no and so like I think a big part of that that’s a that would be very unfortunate I think a big part of it though is uh just connection like you said I’m connecting with an animal I’m connecting with with another being you know so today I I’ve made those connections right I made them with um within my community with these Law Enforcement Officers you know um I’ve made them with with counselors I’ve made them uh with our prevention our prevention team which are you know the prevention team has County Commissioners has doctors as lawyers has you know all these uh professionals on it you know and so like I’ve made these connections with these people to try to get information out try to get resources out um you know so that’s that’s a big thing that we’re working on is trying to get more resources readily available for people that are suffering you know whether they’re suffering with their substance abuse whether they’re suffering with mental illness and I think it’s something like 70 or 80 percent of people that abuse substances also have the Dual diagnosis disorder you know they it’s a feelings disease they say right and so like I was using to try to numb myself try to cope with you know cope with feelings or whatever and so like I think a lot of people self-medicate uh you know whether they’re depressed or or bipolar or you know whatever I think they’re just trying to self-medicate through substances and so getting resources out getting resources available getting uh even just getting information out right um we hand out little cards it’s like you know like you matter the simple stuff like that like little cards that have like the the 988 crisis number on it you know like right getting this information out just so people like can even you know I don’t know if somebody sees that and it might change their thought you know yeah oh good oh I was just gonna say are there things like as either a family member loved one friend are there things we can do if we see maybe a friend or loved one in a emotional crisis or actions we should take so going back to what Jason said um you know I think just listening right I think that’s a huge thing but um there’s definitely signs so like making yourself aware of the signs right I uh observable signs of like serious depressions right like unrelenting low mood pessimism hopelessness to desperation anxiety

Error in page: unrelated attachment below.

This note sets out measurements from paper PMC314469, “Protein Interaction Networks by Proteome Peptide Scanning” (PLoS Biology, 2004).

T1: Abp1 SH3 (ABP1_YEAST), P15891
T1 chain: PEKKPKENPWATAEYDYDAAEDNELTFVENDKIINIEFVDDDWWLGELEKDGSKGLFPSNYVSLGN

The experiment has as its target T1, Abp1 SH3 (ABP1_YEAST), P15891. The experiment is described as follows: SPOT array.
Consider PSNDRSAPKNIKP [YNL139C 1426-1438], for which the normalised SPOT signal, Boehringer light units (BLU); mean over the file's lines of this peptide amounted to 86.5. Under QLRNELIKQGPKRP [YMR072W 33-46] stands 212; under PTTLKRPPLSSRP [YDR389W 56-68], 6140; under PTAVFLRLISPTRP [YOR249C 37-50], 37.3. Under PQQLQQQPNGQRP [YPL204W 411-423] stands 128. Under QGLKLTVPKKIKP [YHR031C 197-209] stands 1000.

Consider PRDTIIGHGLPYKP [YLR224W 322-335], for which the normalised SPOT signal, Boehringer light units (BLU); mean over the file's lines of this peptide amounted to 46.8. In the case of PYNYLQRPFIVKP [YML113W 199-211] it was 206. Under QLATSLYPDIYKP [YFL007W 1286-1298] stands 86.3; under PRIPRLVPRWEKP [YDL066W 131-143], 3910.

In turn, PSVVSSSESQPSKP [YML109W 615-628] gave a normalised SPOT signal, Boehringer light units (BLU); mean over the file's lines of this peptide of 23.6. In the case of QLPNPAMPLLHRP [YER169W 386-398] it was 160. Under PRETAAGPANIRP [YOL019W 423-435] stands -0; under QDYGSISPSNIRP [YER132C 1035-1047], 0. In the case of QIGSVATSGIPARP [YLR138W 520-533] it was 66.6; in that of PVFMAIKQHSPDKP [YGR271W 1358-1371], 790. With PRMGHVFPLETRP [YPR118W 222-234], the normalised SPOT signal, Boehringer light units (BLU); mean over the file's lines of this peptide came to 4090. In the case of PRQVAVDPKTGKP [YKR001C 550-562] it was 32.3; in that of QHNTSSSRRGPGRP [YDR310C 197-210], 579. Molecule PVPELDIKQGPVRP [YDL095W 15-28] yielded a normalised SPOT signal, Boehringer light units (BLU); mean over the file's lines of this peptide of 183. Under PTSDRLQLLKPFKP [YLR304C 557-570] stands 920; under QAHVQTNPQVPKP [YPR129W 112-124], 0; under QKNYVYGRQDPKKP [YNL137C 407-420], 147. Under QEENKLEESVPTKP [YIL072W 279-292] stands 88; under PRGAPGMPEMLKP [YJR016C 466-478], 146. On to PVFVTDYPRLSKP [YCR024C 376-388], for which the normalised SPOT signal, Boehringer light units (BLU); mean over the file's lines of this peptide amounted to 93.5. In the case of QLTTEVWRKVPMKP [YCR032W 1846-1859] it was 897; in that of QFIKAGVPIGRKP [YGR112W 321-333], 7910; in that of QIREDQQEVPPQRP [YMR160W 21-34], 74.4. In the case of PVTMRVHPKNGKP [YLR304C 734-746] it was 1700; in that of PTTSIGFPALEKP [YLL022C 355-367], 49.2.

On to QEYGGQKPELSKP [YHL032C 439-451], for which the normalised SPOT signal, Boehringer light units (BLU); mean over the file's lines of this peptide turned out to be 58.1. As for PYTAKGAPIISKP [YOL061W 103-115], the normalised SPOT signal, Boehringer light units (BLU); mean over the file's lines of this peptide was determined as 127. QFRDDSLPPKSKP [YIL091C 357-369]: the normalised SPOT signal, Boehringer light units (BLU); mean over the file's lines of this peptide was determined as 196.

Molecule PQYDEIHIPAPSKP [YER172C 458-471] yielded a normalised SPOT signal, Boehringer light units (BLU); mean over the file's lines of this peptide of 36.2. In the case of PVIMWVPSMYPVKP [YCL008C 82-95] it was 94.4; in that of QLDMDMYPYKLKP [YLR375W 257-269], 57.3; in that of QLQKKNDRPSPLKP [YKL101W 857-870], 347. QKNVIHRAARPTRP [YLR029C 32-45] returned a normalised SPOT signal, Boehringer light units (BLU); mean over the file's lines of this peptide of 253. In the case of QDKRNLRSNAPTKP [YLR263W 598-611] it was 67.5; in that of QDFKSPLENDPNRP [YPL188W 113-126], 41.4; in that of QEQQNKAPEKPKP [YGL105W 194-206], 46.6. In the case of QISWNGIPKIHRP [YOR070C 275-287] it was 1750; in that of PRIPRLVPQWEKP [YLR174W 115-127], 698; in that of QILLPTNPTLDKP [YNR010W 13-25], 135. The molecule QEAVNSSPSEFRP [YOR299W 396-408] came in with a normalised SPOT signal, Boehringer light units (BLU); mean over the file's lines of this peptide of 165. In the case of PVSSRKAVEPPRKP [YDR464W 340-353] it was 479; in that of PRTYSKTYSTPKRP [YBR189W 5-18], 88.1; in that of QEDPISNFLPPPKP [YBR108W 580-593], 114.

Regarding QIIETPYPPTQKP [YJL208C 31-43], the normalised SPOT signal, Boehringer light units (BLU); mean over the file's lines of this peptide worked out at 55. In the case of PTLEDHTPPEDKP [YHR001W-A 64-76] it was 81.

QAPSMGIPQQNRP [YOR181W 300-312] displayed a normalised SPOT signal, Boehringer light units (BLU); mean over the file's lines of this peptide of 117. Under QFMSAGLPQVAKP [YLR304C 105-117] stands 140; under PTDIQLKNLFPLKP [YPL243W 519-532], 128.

um withdraw sleep problems increase alcohol and drug use [Music] um threatening suicide or expressing a strong wish to die like some of those are all signs right and so I think if we see if we start to see some of these especially just something as simple as like being withdrawn right I see somebody being withdrawn I want to try to make contact with them I want to try to you know a big part of my thing is sharing my story what I’ve gone through uh whether it be with my substance abuse with my own depression with the loss of my sister like you know um being able to talk with somebody and uh you know even better just listening you know I don’t know how to say this I think if we know the signs a little bit better we might be able to uh have better judgment and be able to go talk to somebody about it right um so familiar you’re making yourself familiar with those with those warning signs um just reaching out though that’s another thing is like most people at least in my experience myself like whenever I’m feeling like that I don’t want to reach out I wanna I wanna sell flows I want to sit in my in my [  ] and just be depressed you know and so if we familiarize ourselves with those signs like hey we can go like hey how are you doing today like I reached out to some of my sponsees and some of my friends and just be like hey like how are you doing mentally today you know like because a lot of people aren’t going to just come out and talk about it right right I’m glad you brought up 988 which is our national suicide and crisis hotline you can use that from anywhere in the U.S uh it’s sort of like I guess 9-1-1 for emotions maybe uh 9-1-1 is always still available you know if you can’t remember 988 call 9-1-1 that’s fine they will get you to the right place um I I know there’s like groups to help people grieve and and deal with the aftermath uh and there’s also lots of uh help out there it’s probably varies a lot state by state locality to locality is there anything else that you’re aware of Austin through the work you do that would be really useful for us to tell people or have links to underneath the episode yeah so I can definitely send you some links and so this is another one that I wanted to talk uh touch on right was um the Trevor Project oh okay so the Trevor Project is for the lgbtq community and uh it says right you know lgbtq young people are four times more likely to attempt suicide and society and suicide Remains the second leading cause of death among all young people in the U.S that probably means they’re uh one-fourth is valued and seen as the rest of us right and so like if you uh are are you know part of that um lgbtq Community like that would be another thing I would suggest you know um I think um they have the the Trevor Lifeline uh which is one eight six six four eight eight seven three eight six and uh so you can once again it’s about that connection you can speak to like-minded people about what you’re going through you know like I’m a straight man I don’t know what what uh you know a person in the lgbtq community might be going through I can relate to them in certain aspects of their life I’m sure but like they have a whole different realm of hardships that they go through you know and especially being a young person like that and uh junior high or high school I’m sure that’s not an easy thing to go through you know and so um the biggest thing I think is is talking about it you know no matter what you uh identify as what your race nationality you know like none of that matters the biggest thing that matters is like reach out and talk to somebody about what you’re going through about your hopelessness about you know whatever the case may be I think that’s the biggest thing and so like I’m super grateful that we do have these resources today like you can pick up the phone and you can call somebody you can get on the internet you can find all this you know find support groups out and uh just talk about what you’re going through no absolutely and uh you know I was there anything else you definitely wanted to say before we had to stop no I think you know I think we’ve kind of covered a little bit of everything okay awesome awesome uh Austin what I wanted to just say you know for my piece to kind of wrap up the show today like I appreciate your bravery and coming on I know this isn’t an easy topic um I appreciate your courage and like just being open about your life and and some of your vulnerabilities that you’ve had to face and I appreciate how much it means to you to be a part of the service of trying to help others to ever have to go through this or feel this on either side the person who who you know would eventually not be here and their family members like you wanna you feel a dedication to that cause and to be of service in that area and I just I I can’t commend you or tell you how much I think of that highly or like look English [  ] sucks there’s not the right words you’re awesome and thank you for all that you do I appreciate you guys like you guys get me through uh you guys get me through a lot you know because I’m still crazy I’m still an addict I still uh get stuck in my own head sometimes especially like I said I spend 12 hours a day by myself at work uh it’s really easy for my brain to go on a in a really negative Direction and so like uh podcasts I lean on podcasts heavily and you guys helped me out tremendously that’s awesome see we always think our episodes are too long he’s got 12 hours every day we need to make him longer yeah awesome awesome well thank you again Austin and uh everybody out there hey man just try to see the people in your life and hear them just a little bit better today right have a good week see you later Austin have a good day okay man you as well yeah thank you so much for coming on that’s really good stuff yeah yeah thank you and I thank you for sharing your story bye bye